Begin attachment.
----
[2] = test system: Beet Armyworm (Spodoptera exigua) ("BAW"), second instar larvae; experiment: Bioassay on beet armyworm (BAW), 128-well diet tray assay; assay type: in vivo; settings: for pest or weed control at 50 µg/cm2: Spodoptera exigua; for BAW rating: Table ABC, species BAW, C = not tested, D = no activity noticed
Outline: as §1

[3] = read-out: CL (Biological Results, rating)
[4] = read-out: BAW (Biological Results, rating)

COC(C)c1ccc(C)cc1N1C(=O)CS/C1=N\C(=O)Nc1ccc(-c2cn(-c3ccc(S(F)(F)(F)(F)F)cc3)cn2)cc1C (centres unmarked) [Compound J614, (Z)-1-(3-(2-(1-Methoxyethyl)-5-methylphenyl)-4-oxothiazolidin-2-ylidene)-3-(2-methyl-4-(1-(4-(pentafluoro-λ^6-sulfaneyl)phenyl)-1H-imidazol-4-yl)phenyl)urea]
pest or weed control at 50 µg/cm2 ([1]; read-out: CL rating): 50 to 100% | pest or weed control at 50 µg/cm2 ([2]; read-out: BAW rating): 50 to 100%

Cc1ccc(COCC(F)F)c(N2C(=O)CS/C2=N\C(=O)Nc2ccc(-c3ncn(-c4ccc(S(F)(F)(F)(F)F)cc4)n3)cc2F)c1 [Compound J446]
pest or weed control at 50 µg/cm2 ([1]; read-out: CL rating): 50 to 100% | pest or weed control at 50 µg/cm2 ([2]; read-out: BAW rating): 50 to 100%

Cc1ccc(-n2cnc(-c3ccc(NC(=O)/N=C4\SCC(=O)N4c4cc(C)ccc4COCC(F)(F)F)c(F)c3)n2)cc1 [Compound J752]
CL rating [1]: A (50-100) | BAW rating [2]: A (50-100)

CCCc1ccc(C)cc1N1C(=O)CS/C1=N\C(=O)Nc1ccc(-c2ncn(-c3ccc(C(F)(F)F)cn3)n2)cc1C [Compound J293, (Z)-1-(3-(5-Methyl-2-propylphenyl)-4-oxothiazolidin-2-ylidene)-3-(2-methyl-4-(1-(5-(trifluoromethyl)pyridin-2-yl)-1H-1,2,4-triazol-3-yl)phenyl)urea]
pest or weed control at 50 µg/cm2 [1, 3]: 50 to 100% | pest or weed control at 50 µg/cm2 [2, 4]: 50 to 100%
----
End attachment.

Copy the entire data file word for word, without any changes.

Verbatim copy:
[2] = test system: Beet Armyworm (Spodoptera exigua) ("BAW"), second instar larvae; experiment: Bioassay on beet armyworm (BAW), 128-well diet tray assay; assay type: in vivo; settings: for pest or weed control at 50 µg/cm2: Spodoptera exigua; for BAW rating: Table ABC, species BAW, C = not tested, D = no activity noticed
Outline: as §1

[3] = read-out: CL (Biological Results, rating)
[4] = read-out: BAW (Biological Results, rating)

COC(C)c1ccc(C)cc1N1C(=O)CS/C1=N\C(=O)Nc1ccc(-c2cn(-c3ccc(S(F)(F)(F)(F)F)cc3)cn2)cc1C (centres unmarked) [Compound J614, (Z)-1-(3-(2-(1-Methoxyethyl)-5-methylphenyl)-4-oxothiazolidin-2-ylidene)-3-(2-methyl-4-(1-(4-(pentafluoro-λ^6-sulfaneyl)phenyl)-1H-imidazol-4-yl)phenyl)urea]
pest or weed control at 50 µg/cm2 ([1]; read-out: CL rating): 50 to 100% | pest or weed control at 50 µg/cm2 ([2]; read-out: BAW rating): 50 to 100%

Cc1ccc(COCC(F)F)c(N2C(=O)CS/C2=N\C(=O)Nc2ccc(-c3ncn(-c4ccc(S(F)(F)(F)(F)F)cc4)n3)cc2F)c1 [Compound J446]
pest or weed control at 50 µg/cm2 ([1]; read-out: CL rating): 50 to 100% | pest or weed control at 50 µg/cm2 ([2]; read-out: BAW rating): 50 to 100%

Cc1ccc(-n2cnc(-c3ccc(NC(=O)/N=C4\SCC(=O)N4c4cc(C)ccc4COCC(F)(F)F)c(F)c3)n2)cc1 [Compound J752]
CL rating [1]: A (50-100) | BAW rating [2]: A (50-100)

CCCc1ccc(C)cc1N1C(=O)CS/C1=N\C(=O)Nc1ccc(-c2ncn(-c3ccc(C(F)(F)F)cn3)n2)cc1C [Compound J293, (Z)-1-(3-(5-Methyl-2-propylphenyl)-4-oxothiazolidin-2-ylidene)-3-(2-methyl-4-(1-(5-(trifluoromethyl)pyridin-2-yl)-1H-1,2,4-triazol-3-yl)phenyl)urea]
pest or weed control at 50 µg/cm2 [1, 3]: 50 to 100% | pest or weed control at 50 µg/cm2 [2, 4]: 50 to 100%